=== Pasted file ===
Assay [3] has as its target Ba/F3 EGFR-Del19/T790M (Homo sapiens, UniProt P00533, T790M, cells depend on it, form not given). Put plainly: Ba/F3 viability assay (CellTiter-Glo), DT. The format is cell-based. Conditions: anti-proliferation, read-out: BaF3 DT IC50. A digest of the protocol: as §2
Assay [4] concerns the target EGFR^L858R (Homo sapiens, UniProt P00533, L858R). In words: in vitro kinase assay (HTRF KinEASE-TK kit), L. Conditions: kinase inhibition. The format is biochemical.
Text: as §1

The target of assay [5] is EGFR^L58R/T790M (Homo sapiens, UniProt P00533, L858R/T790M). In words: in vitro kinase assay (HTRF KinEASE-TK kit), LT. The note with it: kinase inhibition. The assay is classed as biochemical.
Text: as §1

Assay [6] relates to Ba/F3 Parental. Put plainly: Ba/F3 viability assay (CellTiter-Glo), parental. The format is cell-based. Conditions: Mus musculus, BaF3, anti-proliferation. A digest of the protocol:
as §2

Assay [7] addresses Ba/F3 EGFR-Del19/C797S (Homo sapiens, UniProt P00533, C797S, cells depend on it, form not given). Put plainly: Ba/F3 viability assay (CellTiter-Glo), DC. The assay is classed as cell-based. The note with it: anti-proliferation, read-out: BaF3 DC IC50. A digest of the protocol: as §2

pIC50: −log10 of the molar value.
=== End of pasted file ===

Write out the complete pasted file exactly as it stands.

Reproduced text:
Assay [3] has as its target Ba/F3 EGFR-Del19/T790M (Homo sapiens, UniProt P00533, T790M, cells depend on it, form not given). Put plainly: Ba/F3 viability assay (CellTiter-Glo), DT. The format is cell-based. Conditions: anti-proliferation, read-out: BaF3 DT IC50. A digest of the protocol: as §2
Assay [4] concerns the target EGFR^L858R (Homo sapiens, UniProt P00533, L858R). In words: in vitro kinase assay (HTRF KinEASE-TK kit), L. Conditions: kinase inhibition. The format is biochemical.
Text: as §1

The target of assay [5] is EGFR^L58R/T790M (Homo sapiens, UniProt P00533, L858R/T790M). In words: in vitro kinase assay (HTRF KinEASE-TK kit), LT. The note with it: kinase inhibition. The assay is classed as biochemical.
Text: as §1

Assay [6] relates to Ba/F3 Parental. Put plainly: Ba/F3 viability assay (CellTiter-Glo), parental. The format is cell-based. Conditions: Mus musculus, BaF3, anti-proliferation. A digest of the protocol:
as §2

Assay [7] addresses Ba/F3 EGFR-Del19/C797S (Homo sapiens, UniProt P00533, C797S, cells depend on it, form not given). Put plainly: Ba/F3 viability assay (CellTiter-Glo), DC. The assay is classed as cell-based. The note with it: anti-proliferation, read-out: BaF3 DC IC50. A digest of the protocol: as §2

pIC50: −log10 of the molar value.